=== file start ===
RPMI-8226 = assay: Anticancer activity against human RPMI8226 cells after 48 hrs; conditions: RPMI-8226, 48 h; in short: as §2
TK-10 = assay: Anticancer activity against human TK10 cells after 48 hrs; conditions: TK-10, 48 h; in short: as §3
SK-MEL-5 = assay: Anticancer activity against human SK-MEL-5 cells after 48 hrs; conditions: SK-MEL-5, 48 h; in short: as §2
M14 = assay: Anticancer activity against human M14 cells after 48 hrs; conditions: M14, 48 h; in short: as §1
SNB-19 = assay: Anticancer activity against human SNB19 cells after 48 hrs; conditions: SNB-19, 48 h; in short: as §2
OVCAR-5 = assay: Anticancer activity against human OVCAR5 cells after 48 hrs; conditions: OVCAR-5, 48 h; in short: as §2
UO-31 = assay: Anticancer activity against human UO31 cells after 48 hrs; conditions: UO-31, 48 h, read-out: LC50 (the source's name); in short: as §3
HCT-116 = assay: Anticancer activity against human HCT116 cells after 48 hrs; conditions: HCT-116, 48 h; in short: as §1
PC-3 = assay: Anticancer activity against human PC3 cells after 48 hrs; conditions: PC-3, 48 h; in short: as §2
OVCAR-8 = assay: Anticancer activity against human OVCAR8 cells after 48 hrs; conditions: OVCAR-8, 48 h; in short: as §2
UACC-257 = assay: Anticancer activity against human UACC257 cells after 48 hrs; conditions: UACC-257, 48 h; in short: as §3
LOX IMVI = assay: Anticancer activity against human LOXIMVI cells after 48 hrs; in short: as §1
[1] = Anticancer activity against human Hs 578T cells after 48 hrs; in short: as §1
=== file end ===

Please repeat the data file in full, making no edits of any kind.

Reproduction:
RPMI-8226 = assay: Anticancer activity against human RPMI8226 cells after 48 hrs; conditions: RPMI-8226, 48 h; in short: as §2
TK-10 = assay: Anticancer activity against human TK10 cells after 48 hrs; conditions: TK-10, 48 h; in short: as §3
SK-MEL-5 = assay: Anticancer activity against human SK-MEL-5 cells after 48 hrs; conditions: SK-MEL-5, 48 h; in short: as §2
M14 = assay: Anticancer activity against human M14 cells after 48 hrs; conditions: M14, 48 h; in short: as §1
SNB-19 = assay: Anticancer activity against human SNB19 cells after 48 hrs; conditions: SNB-19, 48 h; in short: as §2
OVCAR-5 = assay: Anticancer activity against human OVCAR5 cells after 48 hrs; conditions: OVCAR-5, 48 h; in short: as §2
UO-31 = assay: Anticancer activity against human UO31 cells after 48 hrs; conditions: UO-31, 48 h, read-out: LC50 (the source's name); in short: as §3
HCT-116 = assay: Anticancer activity against human HCT116 cells after 48 hrs; conditions: HCT-116, 48 h; in short: as §1
PC-3 = assay: Anticancer activity against human PC3 cells after 48 hrs; conditions: PC-3, 48 h; in short: as §2
OVCAR-8 = assay: Anticancer activity against human OVCAR8 cells after 48 hrs; conditions: OVCAR-8, 48 h; in short: as §2
UACC-257 = assay: Anticancer activity against human UACC257 cells after 48 hrs; conditions: UACC-257, 48 h; in short: as §3
LOX IMVI = assay: Anticancer activity against human LOXIMVI cells after 48 hrs; in short: as §1
[1] = Anticancer activity against human Hs 578T cells after 48 hrs; in short: as §1